H2 formation and release during temporary anoxic periods in soils – an unanticipated process with implications for the residence of greenhouse gases in the atmosphere
Person photo Prof Patrick Crill
Department of Geological Sciences

Funding source: Formas - The Swedish Research Council for Environment, Agricultural Sciences and Spatial Planning
Period: 1/1/08 - 12/31/10
Funding: 3220000 SEK
Description:
Molecular hydrogen (H2) plays an important role in atmospheric oxidation/reduction chemistry due to its reactions with OH and as a source of water vapor to the troposphere and stratosphere. This makes H2 an indirect greenhouse gas. However, the atmospheric source/sink relationships controlling its global warming potential and chemistry are very uncertain. To date, soils have been considered only as a sink consuming H2. However, soil biogeochemistry should also play an important role in the production and emission of H2, which is ultimately governed by the soil redox conditions for the microorganisms involved. The aims are : 1) to quantify the atmospheric exchange of H2 from boreal and sub-arctic soils; and 2) to identify the underlying microbiological processes of its production and consumption. Our hypotheses are: 1) Hydrogen emissions to the atmosphere take place during temporary anoxia in soils rich in organic matter; 2) Thus, emissions will occur as a result of rain events causing anaerobic conditions during any time of the growing season as well as during freeze-thaw cycles, when easily degradable organic matter is released and water saturation often takes place. Through field and laboratory investigations on forest an mire soils we will resolve temporal and spatial variations in the biogeochemical processes governing net exchange of H2 and its sensitivity to key environmental variables.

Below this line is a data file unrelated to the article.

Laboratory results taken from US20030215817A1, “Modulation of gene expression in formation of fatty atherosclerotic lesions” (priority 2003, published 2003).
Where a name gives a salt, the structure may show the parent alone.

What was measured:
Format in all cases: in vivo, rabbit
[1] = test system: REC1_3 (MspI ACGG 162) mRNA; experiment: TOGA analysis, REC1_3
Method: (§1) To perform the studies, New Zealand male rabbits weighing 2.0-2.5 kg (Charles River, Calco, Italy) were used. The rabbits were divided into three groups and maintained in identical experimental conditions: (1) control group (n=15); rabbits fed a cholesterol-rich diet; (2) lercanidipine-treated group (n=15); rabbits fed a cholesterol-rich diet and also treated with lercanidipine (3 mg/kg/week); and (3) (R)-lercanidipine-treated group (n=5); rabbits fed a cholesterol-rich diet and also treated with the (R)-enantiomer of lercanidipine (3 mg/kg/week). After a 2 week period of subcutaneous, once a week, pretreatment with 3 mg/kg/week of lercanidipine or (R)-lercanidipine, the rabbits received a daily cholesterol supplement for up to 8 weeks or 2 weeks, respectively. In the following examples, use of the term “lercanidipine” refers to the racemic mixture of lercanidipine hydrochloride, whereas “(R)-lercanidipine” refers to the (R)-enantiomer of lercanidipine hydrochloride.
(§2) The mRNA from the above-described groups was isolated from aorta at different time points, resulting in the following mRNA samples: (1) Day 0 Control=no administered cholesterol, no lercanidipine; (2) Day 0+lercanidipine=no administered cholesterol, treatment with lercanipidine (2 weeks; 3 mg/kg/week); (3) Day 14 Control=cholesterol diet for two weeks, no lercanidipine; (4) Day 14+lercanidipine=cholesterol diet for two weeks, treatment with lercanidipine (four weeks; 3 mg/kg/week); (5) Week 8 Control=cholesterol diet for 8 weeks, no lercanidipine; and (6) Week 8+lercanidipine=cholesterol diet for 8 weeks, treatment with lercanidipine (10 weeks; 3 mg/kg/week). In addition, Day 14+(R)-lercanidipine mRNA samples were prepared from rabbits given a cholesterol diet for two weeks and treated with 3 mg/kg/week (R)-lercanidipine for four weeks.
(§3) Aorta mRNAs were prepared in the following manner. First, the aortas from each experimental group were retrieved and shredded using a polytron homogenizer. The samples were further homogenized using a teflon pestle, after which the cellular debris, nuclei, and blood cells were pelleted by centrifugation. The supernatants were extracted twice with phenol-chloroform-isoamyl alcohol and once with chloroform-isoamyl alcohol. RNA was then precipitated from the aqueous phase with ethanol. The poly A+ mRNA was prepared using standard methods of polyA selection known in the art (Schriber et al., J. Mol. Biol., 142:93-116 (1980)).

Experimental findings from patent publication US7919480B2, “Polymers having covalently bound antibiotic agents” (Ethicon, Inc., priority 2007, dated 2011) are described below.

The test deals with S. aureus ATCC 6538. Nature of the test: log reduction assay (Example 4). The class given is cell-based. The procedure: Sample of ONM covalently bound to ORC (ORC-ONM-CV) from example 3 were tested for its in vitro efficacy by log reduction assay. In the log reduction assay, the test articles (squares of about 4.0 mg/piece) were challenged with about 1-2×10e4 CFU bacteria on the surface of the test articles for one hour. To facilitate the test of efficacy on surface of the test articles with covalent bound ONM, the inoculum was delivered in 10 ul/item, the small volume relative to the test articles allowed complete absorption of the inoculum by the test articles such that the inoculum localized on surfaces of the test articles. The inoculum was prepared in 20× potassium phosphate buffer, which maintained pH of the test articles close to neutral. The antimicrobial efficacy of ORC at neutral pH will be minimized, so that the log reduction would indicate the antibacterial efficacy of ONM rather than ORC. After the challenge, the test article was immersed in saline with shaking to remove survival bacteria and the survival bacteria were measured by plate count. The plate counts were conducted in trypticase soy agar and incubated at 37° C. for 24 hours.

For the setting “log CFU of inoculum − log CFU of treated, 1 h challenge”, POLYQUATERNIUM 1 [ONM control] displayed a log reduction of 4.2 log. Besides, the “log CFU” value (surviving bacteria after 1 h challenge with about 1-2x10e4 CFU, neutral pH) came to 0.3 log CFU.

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Linköping University,
Sweden